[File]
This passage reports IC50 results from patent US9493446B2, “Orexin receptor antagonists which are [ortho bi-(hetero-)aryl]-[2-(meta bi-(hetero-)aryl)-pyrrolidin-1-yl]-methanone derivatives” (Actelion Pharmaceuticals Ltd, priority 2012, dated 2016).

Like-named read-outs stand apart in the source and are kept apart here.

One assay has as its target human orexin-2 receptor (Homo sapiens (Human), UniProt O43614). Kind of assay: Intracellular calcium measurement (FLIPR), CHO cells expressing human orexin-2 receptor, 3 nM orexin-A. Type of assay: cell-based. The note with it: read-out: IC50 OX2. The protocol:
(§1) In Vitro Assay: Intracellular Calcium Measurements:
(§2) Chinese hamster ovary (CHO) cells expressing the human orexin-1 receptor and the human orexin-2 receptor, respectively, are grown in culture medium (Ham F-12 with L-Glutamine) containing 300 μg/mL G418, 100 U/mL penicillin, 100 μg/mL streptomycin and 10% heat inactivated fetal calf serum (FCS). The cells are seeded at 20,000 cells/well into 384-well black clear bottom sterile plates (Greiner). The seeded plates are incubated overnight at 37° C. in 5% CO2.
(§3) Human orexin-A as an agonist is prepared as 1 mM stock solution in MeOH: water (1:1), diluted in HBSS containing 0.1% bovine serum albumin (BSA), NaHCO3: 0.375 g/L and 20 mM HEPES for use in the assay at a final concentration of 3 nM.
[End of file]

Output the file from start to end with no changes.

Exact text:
This passage reports IC50 results from patent US9493446B2, “Orexin receptor antagonists which are [ortho bi-(hetero-)aryl]-[2-(meta bi-(hetero-)aryl)-pyrrolidin-1-yl]-methanone derivatives” (Actelion Pharmaceuticals Ltd, priority 2012, dated 2016).

Like-named read-outs stand apart in the source and are kept apart here.

One assay has as its target human orexin-2 receptor (Homo sapiens (Human), UniProt O43614). Kind of assay: Intracellular calcium measurement (FLIPR), CHO cells expressing human orexin-2 receptor, 3 nM orexin-A. Type of assay: cell-based. The note with it: read-out: IC50 OX2. The protocol:
(§1) In Vitro Assay: Intracellular Calcium Measurements:
(§2) Chinese hamster ovary (CHO) cells expressing the human orexin-1 receptor and the human orexin-2 receptor, respectively, are grown in culture medium (Ham F-12 with L-Glutamine) containing 300 μg/mL G418, 100 U/mL penicillin, 100 μg/mL streptomycin and 10% heat inactivated fetal calf serum (FCS). The cells are seeded at 20,000 cells/well into 384-well black clear bottom sterile plates (Greiner). The seeded plates are incubated overnight at 37° C. in 5% CO2.
(§3) Human orexin-A as an agonist is prepared as 1 mM stock solution in MeOH: water (1:1), diluted in HBSS containing 0.1% bovine serum albumin (BSA), NaHCO3: 0.375 g/L and 20 mM HEPES for use in the assay at a final concentration of 3 nM.